And Then I Fell Out the Window

Life, examined and punted around


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What’s (With) the Buzz?

I don’t think it’s the norm for Cost Cutters to hear from a female with shoulder-length hair, “I want you to shave all of this off.” The hairdresser looked at me and raised her eyebrows. “All of it? Really?” “Really.” “Okay, are you sure?”

No, I’m thinking. What if this is a terrible horrible idea? What if I have a fat neck and a weird skull dent and I look like an ugly man with boobs? 

I sat in the chair, she got the cape on, and then helped another customer. I stared in the mirror, nerves setting in. It wasn’t like this was a spur-of-the-moment decision. I’d been musing back and forth about shaving my head since this summer. But now that I was in the chair, was I really going to do this? It grows back, sure, but what if the growing back was terrible and awkward? “I’m actually really nervous now,” I said when she came back. 

I’m nervous!” she said. “My hands are shaking!” 

The hairdresser and the man in the chair next to me are looking over in interest. She starts buzzing and I grin and bite my lip. Hair starts falling. 

It was weird watching it go, but I’ve never loved my hair to death. It’s always been thin, but in the fall I got so stressed with student teaching and life-after-canoe-guiding that it started thinning even more. It’s a dull color in the winter, looking limp when it’s down and skinny when it’s up. And, I realized, once it was gone, that I felt a million times happier without it. 

I was grinning ear to ear when she was done. I almost teared up with how gorgeous and, surprisingly, feminine I felt. More gorgeous than I ever had. It was like I’d had the past years of awkward growing up buzzed off. I got out of the chair and stepped over strands of thin hair that felt like every single time I’d hidden myself or tried to be something that I’m not. I felt genuine and beautiful and right, finally.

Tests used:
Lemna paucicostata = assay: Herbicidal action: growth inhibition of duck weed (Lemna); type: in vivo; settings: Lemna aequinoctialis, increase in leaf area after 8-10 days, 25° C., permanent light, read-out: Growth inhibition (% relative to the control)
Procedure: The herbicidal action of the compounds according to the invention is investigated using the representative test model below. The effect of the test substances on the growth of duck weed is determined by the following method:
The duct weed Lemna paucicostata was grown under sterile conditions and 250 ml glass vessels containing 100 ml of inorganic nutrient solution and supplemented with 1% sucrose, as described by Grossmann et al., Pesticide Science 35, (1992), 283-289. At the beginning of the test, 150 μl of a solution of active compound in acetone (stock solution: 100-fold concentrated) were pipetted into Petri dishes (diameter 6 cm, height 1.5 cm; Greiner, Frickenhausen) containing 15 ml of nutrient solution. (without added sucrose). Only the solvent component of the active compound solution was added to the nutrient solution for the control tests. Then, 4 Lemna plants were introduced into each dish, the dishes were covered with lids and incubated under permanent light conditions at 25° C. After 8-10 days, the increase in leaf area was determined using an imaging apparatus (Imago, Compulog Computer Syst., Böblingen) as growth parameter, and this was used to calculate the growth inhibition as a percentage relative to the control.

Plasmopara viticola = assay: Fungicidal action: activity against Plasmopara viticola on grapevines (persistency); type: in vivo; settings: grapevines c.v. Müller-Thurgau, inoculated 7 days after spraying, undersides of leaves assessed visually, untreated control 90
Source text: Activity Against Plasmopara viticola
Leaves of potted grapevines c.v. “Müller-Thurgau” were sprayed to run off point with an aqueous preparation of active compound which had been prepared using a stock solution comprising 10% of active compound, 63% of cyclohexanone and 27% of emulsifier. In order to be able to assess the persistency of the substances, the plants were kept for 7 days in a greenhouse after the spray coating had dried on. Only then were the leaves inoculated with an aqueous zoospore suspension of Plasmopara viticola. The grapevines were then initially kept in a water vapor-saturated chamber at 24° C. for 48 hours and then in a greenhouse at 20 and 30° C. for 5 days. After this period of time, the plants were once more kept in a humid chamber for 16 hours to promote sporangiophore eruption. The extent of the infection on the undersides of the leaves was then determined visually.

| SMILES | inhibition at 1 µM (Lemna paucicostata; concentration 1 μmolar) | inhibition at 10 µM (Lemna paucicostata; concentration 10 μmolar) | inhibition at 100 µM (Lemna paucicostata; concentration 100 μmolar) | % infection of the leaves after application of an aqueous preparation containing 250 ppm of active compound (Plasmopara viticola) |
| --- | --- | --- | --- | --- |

That seems really ridiculous to suggest that one stupid haircut gave me a whole personal revelation, but it’s true. I drove home with the car windows down, the wind ruffling through my 1/4″ hair. It’s funny. Whenever I would tell someone, “I want to shave my head,” most of them would say, “Ooooh, please don’t.” Which I interpreted to mean that I didn’t have the face for it. Yeah, I don’t have the swanlike neck or willowy features of Natalie Portman. Maybe it was a bad idea. So this comment always gave me pause and I’d end up getting a wild and crazy trim instead. Maybe throw in some layers if I was feeling rebellious.

The other response was, “If you do, people will think you’re a cancer patient.” I feel like the opposite of a cancer patient right now. I feel strong and more alive than I have in forever. And gorgeous. My hair was the sickly-looking thing. Not my face. 

The people who said, “DO IT” were, consistently, women who had shaved their heads before. They get it, I think. They could relate to the feeling of lightness when it was gone, of purity. A fresh start. A simple aesthetic. All things that I needed and craved, and I didn’t realize how much so until I finally got it and I felt elated. 

The point is, I hope this becomes more than just a haircut. I want this to be a fresh start for everything else, not just my scalp. And I can feel how cliched this all sounds. Whatever. I fucking love my skull right now.

….Also, my parents haven’t seen it yet. This’ll be fun.

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